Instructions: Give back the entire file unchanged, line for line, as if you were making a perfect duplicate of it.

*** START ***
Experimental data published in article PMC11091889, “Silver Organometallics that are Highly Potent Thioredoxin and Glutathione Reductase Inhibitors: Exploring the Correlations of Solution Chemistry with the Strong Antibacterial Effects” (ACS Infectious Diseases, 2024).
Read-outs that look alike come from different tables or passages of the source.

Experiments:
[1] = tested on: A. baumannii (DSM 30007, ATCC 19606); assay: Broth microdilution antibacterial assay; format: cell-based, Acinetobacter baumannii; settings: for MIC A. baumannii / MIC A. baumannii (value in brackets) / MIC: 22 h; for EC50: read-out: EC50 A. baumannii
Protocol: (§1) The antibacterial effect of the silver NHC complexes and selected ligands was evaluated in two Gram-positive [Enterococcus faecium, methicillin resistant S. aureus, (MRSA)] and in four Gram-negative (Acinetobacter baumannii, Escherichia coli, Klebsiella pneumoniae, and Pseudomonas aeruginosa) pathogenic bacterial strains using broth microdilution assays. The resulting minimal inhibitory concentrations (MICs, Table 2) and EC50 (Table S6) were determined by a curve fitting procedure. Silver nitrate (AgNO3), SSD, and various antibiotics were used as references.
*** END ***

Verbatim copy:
Experimental data published in article PMC11091889, “Silver Organometallics that are Highly Potent Thioredoxin and Glutathione Reductase Inhibitors: Exploring the Correlations of Solution Chemistry with the Strong Antibacterial Effects” (ACS Infectious Diseases, 2024).
Read-outs that look alike come from different tables or passages of the source.

Experiments:
[1] = tested on: A. baumannii (DSM 30007, ATCC 19606); assay: Broth microdilution antibacterial assay; format: cell-based, Acinetobacter baumannii; settings: for MIC A. baumannii / MIC A. baumannii (value in brackets) / MIC: 22 h; for EC50: read-out: EC50 A. baumannii
Protocol: (§1) The antibacterial effect of the silver NHC complexes and selected ligands was evaluated in two Gram-positive [Enterococcus faecium, methicillin resistant S. aureus, (MRSA)] and in four Gram-negative (Acinetobacter baumannii, Escherichia coli, Klebsiella pneumoniae, and Pseudomonas aeruginosa) pathogenic bacterial strains using broth microdilution assays. The resulting minimal inhibitory concentrations (MICs, Table 2) and EC50 (Table S6) were determined by a curve fitting procedure. Silver nitrate (AgNO3), SSD, and various antibiotics were used as references.